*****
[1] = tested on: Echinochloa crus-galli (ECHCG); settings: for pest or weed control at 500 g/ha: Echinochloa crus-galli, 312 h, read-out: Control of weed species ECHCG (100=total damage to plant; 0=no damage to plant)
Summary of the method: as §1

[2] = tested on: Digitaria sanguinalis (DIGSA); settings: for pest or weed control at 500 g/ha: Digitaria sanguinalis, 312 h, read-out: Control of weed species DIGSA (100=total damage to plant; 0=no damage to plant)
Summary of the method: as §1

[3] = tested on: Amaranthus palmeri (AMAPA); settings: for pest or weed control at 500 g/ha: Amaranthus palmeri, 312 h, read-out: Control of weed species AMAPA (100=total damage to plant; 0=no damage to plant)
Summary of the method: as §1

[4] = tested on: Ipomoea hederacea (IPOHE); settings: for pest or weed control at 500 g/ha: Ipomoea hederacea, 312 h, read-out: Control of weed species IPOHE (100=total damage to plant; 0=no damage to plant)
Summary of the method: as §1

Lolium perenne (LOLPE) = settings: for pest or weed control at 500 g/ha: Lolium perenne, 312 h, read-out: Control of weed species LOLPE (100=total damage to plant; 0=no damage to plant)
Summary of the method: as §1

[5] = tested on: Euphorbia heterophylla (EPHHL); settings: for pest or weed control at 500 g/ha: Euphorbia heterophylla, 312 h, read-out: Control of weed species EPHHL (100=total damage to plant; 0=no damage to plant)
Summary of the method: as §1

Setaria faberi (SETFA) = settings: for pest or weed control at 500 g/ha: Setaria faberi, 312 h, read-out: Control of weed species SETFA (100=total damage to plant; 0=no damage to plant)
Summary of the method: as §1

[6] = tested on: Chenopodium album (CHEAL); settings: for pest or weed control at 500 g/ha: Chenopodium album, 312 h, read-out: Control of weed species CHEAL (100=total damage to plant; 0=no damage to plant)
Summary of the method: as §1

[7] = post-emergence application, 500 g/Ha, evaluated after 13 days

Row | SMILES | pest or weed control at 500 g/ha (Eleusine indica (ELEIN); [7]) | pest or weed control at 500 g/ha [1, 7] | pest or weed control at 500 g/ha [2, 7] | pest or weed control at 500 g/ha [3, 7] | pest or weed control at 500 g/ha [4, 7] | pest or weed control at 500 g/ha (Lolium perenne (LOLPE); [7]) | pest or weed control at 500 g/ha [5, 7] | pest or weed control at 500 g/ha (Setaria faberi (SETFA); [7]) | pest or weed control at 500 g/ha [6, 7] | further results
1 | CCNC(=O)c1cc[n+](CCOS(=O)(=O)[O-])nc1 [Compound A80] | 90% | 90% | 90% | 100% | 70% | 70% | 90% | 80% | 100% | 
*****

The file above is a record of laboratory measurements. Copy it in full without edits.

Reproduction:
[1] = tested on: Echinochloa crus-galli (ECHCG); settings: for pest or weed control at 500 g/ha: Echinochloa crus-galli, 312 h, read-out: Control of weed species ECHCG (100=total damage to plant; 0=no damage to plant)
Summary of the method: as §1

[2] = tested on: Digitaria sanguinalis (DIGSA); settings: for pest or weed control at 500 g/ha: Digitaria sanguinalis, 312 h, read-out: Control of weed species DIGSA (100=total damage to plant; 0=no damage to plant)
Summary of the method: as §1

[3] = tested on: Amaranthus palmeri (AMAPA); settings: for pest or weed control at 500 g/ha: Amaranthus palmeri, 312 h, read-out: Control of weed species AMAPA (100=total damage to plant; 0=no damage to plant)
Summary of the method: as §1

[4] = tested on: Ipomoea hederacea (IPOHE); settings: for pest or weed control at 500 g/ha: Ipomoea hederacea, 312 h, read-out: Control of weed species IPOHE (100=total damage to plant; 0=no damage to plant)
Summary of the method: as §1

Lolium perenne (LOLPE) = settings: for pest or weed control at 500 g/ha: Lolium perenne, 312 h, read-out: Control of weed species LOLPE (100=total damage to plant; 0=no damage to plant)
Summary of the method: as §1

[5] = tested on: Euphorbia heterophylla (EPHHL); settings: for pest or weed control at 500 g/ha: Euphorbia heterophylla, 312 h, read-out: Control of weed species EPHHL (100=total damage to plant; 0=no damage to plant)
Summary of the method: as §1

Setaria faberi (SETFA) = settings: for pest or weed control at 500 g/ha: Setaria faberi, 312 h, read-out: Control of weed species SETFA (100=total damage to plant; 0=no damage to plant)
Summary of the method: as §1

[6] = tested on: Chenopodium album (CHEAL); settings: for pest or weed control at 500 g/ha: Chenopodium album, 312 h, read-out: Control of weed species CHEAL (100=total damage to plant; 0=no damage to plant)
Summary of the method: as §1

[7] = post-emergence application, 500 g/Ha, evaluated after 13 days

Row | SMILES | pest or weed control at 500 g/ha (Eleusine indica (ELEIN); [7]) | pest or weed control at 500 g/ha [1, 7] | pest or weed control at 500 g/ha [2, 7] | pest or weed control at 500 g/ha [3, 7] | pest or weed control at 500 g/ha [4, 7] | pest or weed control at 500 g/ha (Lolium perenne (LOLPE); [7]) | pest or weed control at 500 g/ha [5, 7] | pest or weed control at 500 g/ha (Setaria faberi (SETFA); [7]) | pest or weed control at 500 g/ha [6, 7] | further results
1 | CCNC(=O)c1cc[n+](CCOS(=O)(=O)[O-])nc1 [Compound A80] | 90% | 90% | 90% | 100% | 70% | 70% | 90% | 80% | 100% | 